Welcome - to the St Annes Probus Club!

The Origins of Probus

The name PROBUS is an abbreviation of the two words PROfessional and BUSiness.  It also embraces those who worked in Government and other organisations and also other persons who have held some aspect of responsibility in any field of endeavour.  Some Probus clubs are for gentlemen only, some are for ladies only and a few have a mixed membership.  Here at St. Annes-on-the-Sea our Probus Club is for gentlemen.

Around the country and, indeed, abroad, there are thousands of autonomous Probus Clubs.  The essential purpose of our club is to provide a regular gathering of members and guests who appreciate and value opportunities to meet others in similar circumstances or have similar interests.  The Club offers a warm friendship and fellowship to its members.

So when did Probus Clubs begin?

According to Probus World, the organisation that holds the copyright to the regalia of Probus, it all started in the mid 1960’s by two separate Rotarians.  One belonged to the Rotary Club of Welwyn Garden City, the other of Caterham.  Independently and without knowledge of what each other was doing they created a club for their retired and semi-retired colleagues, reporting their success in these ventures to Rotary International at more or less the same time.  Quite quickly the idea of linking the words professional and business was made and a leaflet was circulated around the Rotary Clubs worldwide.  Bit by bit other Rotary Clubs created a Probus Club within their own town or city.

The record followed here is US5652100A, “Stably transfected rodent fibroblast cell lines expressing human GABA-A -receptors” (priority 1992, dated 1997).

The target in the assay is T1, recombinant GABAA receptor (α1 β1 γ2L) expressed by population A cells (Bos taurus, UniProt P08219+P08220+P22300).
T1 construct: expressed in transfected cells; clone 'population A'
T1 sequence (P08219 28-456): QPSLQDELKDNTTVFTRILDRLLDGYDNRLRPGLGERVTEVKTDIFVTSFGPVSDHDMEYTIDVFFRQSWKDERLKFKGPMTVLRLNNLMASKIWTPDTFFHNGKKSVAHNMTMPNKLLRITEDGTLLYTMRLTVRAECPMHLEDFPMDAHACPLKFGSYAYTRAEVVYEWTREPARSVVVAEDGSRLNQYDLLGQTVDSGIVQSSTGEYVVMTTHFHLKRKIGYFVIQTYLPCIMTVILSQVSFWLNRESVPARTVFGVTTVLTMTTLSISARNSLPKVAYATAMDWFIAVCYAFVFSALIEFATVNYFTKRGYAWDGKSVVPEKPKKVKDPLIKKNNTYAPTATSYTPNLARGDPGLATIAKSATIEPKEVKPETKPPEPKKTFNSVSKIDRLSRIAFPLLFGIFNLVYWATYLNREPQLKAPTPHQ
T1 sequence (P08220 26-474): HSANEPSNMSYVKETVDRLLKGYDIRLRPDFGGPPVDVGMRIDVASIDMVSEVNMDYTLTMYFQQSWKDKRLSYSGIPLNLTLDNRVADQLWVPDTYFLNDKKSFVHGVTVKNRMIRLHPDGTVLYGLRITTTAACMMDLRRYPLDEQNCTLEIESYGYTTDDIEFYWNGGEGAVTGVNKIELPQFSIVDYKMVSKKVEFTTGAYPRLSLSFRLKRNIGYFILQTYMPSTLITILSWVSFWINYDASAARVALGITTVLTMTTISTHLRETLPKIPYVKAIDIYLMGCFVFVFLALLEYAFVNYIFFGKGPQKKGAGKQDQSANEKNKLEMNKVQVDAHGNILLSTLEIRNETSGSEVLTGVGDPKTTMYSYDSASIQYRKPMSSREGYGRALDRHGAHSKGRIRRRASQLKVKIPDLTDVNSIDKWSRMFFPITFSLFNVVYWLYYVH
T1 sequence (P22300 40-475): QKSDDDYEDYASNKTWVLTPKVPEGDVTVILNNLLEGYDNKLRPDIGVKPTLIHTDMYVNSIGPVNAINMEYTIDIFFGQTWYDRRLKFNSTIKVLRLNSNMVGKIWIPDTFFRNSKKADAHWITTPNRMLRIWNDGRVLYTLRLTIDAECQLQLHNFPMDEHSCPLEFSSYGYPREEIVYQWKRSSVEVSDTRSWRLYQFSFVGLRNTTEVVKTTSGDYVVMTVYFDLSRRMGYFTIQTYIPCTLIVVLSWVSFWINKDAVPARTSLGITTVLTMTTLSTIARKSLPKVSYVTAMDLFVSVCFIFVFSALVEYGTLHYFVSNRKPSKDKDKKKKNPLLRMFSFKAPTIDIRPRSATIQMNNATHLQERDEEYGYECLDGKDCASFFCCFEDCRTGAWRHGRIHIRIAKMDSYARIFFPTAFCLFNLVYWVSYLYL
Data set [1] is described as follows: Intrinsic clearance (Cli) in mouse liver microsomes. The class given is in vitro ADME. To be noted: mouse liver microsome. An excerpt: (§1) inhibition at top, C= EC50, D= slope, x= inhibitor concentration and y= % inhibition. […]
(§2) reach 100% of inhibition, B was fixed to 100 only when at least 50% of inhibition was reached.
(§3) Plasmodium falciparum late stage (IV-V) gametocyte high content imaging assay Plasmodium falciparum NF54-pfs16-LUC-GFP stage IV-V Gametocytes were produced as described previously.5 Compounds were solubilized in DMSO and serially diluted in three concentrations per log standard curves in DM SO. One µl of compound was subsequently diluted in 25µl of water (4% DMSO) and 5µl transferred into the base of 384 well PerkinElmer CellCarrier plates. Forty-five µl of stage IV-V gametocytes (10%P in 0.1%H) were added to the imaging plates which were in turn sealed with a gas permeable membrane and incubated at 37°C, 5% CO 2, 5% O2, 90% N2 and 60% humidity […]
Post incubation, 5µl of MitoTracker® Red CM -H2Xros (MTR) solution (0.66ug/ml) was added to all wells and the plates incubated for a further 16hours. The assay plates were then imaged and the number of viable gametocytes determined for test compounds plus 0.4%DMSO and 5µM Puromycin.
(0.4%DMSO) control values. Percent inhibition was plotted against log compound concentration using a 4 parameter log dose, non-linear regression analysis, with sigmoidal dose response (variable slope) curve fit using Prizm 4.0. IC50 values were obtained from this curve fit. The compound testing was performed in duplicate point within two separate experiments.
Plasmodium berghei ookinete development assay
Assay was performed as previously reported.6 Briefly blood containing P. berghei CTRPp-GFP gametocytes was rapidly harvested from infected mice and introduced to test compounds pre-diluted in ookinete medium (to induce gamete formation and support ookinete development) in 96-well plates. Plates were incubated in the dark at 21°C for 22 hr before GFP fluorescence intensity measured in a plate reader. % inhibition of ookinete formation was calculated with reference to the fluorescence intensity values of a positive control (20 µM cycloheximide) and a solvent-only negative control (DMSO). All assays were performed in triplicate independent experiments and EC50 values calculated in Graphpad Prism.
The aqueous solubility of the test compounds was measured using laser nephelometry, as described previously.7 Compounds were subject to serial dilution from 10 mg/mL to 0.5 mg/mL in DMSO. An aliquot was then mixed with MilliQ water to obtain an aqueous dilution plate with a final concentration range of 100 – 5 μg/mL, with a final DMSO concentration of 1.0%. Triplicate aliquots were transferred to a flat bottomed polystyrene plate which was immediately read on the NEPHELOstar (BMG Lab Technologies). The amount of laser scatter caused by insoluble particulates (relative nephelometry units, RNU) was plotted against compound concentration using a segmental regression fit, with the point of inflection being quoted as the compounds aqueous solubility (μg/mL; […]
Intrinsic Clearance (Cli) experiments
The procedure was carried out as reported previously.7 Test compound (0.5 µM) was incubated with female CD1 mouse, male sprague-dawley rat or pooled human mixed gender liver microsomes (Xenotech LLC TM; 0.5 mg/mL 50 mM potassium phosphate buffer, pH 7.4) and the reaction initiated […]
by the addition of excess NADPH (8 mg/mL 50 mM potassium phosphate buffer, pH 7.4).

In 1972, in Bromsgrove, a Rotarian by the name of Ralph Harper had the idea of a lapel badge similar to that of the one universally worn by Rotarians.  He asked a jeweller friend and the design of the Probus lapel badge was created.  It is Ralph’s daughter, Louise, who currently runs Probus World.

The Club at St. Annes-on-the-Sea was formed on 25th February 1971 at the instance of the Rotary Club of the same town.  Since that auspicious date its primary objects have been to provide an opportunity for its members to meet for fellowship and to foster friendship, goodwill and understanding.

Our first Presidents were Sir Herbert Pollard CBE and Sir William Cocker OBE who, between them, steered the club for the first eight years after whom have been well over thirty further Presidents, all of whom have been elected to this high office by their peers.

Unfortunately the directory of Probus Clubs does not state when each club was formed but it is clear that the club at St. Annes is one of the oldest.  It is certainly one of the largest in terms of membership, once as high as about 120.  Even though there are many at each meeting you can be assured of a warm welcome when you come to visit us as a guest or to join our fellowship.

Matthew Willey